The first thing we must understand is how we’re currently all being played. It really doesn’t matter what’s being presented to us through the media, all we need know, is its nature: Gameplay.
If we look at the big picture, in terms of migration and the displacement of millions of people from war torn countries, this picture helps us understand how leaders are playing on the world stage.
For example, if a chemical attack were staged, what would this kind of plant serve? Would staging chemical attacks, give world leaders reason enough to get involved with a civil war, that’s raging out of control?
Is world war – all be it a proxy war in Syria – something human minds crave for? Humans enjoy fighting. Gameplay leads to an inevitable scrap. In fact, gameplay, is often the precursor, to a full blown ‘gloves off’ fight, on any playground.
“With all this said, let’s bring it all back down to earth again and talk about the individual”
From recent experience I fully understand the power of the majority view. Even if this view is at opposite ends of the scale. This scale could range from lackadaisical to warmongering, or passionate to indifferent, and it would still infect us all, when expressed by a majority. The majority view is very powerful yet not necessarily correct.
“Think about the majority view on alcohol. It was once believed, a small amount of piss was good for us, now we understand this to be bunkum”
The ability to set ourselves – above the game-view of the majority – is gained when we embrace our true individuality. In order to achieve this, it’s tempting to imagine this individuality, as superior in some way. All we’re likely to get through this attitude though, is membership to another majority group; and a very unpleasant one at that! Pointless. So no, separating ourselves from the majority, through believing in superiority, is counterproductive.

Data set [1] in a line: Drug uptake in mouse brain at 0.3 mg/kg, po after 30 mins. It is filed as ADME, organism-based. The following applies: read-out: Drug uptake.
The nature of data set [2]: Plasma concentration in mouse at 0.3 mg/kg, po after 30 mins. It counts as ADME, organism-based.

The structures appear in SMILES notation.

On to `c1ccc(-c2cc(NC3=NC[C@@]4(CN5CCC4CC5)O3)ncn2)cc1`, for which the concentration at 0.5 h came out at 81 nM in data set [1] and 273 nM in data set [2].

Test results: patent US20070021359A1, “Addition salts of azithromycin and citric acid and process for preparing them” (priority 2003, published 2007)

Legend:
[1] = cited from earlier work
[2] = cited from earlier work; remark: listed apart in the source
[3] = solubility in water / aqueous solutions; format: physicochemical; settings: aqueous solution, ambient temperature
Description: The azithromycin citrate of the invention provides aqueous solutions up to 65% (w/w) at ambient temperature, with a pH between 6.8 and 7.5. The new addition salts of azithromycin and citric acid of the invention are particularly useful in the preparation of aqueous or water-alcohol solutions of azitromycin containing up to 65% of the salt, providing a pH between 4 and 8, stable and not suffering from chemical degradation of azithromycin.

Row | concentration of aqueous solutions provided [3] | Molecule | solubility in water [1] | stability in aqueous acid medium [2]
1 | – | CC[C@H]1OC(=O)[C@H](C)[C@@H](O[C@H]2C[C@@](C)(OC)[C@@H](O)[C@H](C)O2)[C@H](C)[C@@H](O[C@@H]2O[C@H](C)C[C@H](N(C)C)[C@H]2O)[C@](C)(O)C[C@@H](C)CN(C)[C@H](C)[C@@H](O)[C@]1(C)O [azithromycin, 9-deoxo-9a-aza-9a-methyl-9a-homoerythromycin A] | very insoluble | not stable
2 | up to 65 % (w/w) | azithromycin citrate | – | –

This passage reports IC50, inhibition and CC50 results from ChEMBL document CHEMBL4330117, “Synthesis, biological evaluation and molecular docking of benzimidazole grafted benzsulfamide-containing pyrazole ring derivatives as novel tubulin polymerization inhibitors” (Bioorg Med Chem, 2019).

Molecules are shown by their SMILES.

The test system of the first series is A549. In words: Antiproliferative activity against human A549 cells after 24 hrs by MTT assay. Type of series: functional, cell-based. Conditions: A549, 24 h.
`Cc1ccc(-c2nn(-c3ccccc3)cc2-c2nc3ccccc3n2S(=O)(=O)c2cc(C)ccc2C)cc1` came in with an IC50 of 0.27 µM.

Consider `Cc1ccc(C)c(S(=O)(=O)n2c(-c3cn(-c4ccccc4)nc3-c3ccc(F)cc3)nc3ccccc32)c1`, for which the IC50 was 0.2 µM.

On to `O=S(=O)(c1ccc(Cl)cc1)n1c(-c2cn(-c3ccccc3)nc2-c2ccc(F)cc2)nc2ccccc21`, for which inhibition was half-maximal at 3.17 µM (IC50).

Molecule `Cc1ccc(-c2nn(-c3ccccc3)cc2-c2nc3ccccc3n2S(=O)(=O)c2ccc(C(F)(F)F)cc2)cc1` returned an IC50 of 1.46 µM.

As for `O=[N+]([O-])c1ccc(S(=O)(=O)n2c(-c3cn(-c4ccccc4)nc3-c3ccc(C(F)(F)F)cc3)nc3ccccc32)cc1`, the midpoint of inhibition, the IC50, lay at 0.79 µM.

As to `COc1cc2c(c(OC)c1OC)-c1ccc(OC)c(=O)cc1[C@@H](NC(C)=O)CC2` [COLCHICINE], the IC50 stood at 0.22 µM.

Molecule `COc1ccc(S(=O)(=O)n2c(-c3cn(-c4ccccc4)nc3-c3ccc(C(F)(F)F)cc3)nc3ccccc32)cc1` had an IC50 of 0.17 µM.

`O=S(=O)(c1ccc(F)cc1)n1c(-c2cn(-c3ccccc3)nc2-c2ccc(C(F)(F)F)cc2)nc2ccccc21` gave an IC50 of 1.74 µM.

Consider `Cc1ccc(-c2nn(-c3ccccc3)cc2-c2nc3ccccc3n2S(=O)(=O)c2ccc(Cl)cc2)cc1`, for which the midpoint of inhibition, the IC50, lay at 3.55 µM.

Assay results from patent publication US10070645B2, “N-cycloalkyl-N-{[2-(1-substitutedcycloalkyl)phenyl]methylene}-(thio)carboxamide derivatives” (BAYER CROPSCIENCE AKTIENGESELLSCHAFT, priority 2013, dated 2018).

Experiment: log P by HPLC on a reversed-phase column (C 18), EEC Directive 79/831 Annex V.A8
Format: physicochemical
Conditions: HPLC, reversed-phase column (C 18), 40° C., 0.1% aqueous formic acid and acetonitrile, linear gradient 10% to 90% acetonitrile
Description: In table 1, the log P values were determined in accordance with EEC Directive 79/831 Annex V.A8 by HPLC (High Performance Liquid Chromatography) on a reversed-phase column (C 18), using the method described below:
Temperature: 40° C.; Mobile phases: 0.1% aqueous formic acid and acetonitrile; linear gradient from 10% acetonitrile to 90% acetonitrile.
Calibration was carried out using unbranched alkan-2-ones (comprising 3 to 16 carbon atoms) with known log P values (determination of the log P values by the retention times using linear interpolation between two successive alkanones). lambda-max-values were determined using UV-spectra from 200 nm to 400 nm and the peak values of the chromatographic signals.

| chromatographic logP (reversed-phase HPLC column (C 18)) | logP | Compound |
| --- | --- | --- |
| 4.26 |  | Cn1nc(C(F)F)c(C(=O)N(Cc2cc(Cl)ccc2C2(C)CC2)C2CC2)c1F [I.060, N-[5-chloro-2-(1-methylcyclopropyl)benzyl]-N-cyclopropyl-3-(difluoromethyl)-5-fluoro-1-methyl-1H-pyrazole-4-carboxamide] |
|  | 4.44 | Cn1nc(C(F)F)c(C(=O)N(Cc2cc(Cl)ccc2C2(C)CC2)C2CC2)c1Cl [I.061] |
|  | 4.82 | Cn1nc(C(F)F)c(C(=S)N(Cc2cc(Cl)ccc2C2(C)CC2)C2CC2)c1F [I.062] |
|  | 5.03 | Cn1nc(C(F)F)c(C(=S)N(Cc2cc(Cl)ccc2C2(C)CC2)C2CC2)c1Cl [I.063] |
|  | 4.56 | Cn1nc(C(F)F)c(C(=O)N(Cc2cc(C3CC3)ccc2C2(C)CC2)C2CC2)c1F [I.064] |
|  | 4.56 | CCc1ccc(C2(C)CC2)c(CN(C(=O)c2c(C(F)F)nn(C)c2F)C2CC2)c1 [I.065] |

“We rise above the majority by embracing our individuality and changing the direction of our thinking”
By being clear in our minds about what our purpose and direction is, and having this as our motivation, we raise our game; not through thinking we’re somehow superior, but through being led by cleverness. There’s no cleverness in thinking we’re superior. There is cleverness in believing our driving is one of compassion and love. With this understanding in place, the only game we need play, is one driven by the positive emotions they create.
It’s clearly stated in the rules of this game, if we want love for ourselves, the world and others, we must look to teach: – ‘those things we understand that others presently don’t.’ In other words, once we understand what the cleverness of love would do about war, we must then teach others about this.
What would love do about war? Would love find a peaceful resolution by making a smart move within the world-game? And if so, what can you, as the individual, do about this? Perhaps, all you’d need, is an understanding of the nature of the games we all play.